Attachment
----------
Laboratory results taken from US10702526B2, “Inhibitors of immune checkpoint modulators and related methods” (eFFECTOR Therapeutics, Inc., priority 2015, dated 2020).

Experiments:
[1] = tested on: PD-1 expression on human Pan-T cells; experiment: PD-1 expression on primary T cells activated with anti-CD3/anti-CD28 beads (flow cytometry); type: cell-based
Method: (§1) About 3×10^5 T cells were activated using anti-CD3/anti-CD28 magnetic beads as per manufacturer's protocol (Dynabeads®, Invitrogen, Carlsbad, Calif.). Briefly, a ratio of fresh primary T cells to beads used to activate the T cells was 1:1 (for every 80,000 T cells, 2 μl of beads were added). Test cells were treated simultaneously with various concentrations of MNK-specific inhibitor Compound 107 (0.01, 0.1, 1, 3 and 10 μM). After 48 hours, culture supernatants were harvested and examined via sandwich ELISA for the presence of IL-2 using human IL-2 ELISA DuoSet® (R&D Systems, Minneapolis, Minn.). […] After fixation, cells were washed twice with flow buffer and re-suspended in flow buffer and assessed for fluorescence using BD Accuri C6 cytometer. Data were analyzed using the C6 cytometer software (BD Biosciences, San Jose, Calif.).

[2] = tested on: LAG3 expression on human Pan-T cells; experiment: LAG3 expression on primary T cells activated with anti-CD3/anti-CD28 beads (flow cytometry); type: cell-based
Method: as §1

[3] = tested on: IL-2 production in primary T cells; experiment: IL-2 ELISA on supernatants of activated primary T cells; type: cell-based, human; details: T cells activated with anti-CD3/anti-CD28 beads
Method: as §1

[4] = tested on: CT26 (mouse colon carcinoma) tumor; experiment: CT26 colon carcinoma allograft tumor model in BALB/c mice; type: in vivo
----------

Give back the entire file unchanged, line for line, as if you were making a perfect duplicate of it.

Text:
Laboratory results taken from US10702526B2, “Inhibitors of immune checkpoint modulators and related methods” (eFFECTOR Therapeutics, Inc., priority 2015, dated 2020).

Experiments:
[1] = tested on: PD-1 expression on human Pan-T cells; experiment: PD-1 expression on primary T cells activated with anti-CD3/anti-CD28 beads (flow cytometry); type: cell-based
Method: (§1) About 3×10^5 T cells were activated using anti-CD3/anti-CD28 magnetic beads as per manufacturer's protocol (Dynabeads®, Invitrogen, Carlsbad, Calif.). Briefly, a ratio of fresh primary T cells to beads used to activate the T cells was 1:1 (for every 80,000 T cells, 2 μl of beads were added). Test cells were treated simultaneously with various concentrations of MNK-specific inhibitor Compound 107 (0.01, 0.1, 1, 3 and 10 μM). After 48 hours, culture supernatants were harvested and examined via sandwich ELISA for the presence of IL-2 using human IL-2 ELISA DuoSet® (R&D Systems, Minneapolis, Minn.). […] After fixation, cells were washed twice with flow buffer and re-suspended in flow buffer and assessed for fluorescence using BD Accuri C6 cytometer. Data were analyzed using the C6 cytometer software (BD Biosciences, San Jose, Calif.).

[2] = tested on: LAG3 expression on human Pan-T cells; experiment: LAG3 expression on primary T cells activated with anti-CD3/anti-CD28 beads (flow cytometry); type: cell-based
Method: as §1

[3] = tested on: IL-2 production in primary T cells; experiment: IL-2 ELISA on supernatants of activated primary T cells; type: cell-based, human; details: T cells activated with anti-CD3/anti-CD28 beads
Method: as §1

[4] = tested on: CT26 (mouse colon carcinoma) tumor; experiment: CT26 colon carcinoma allograft tumor model in BALB/c mice; type: in vivo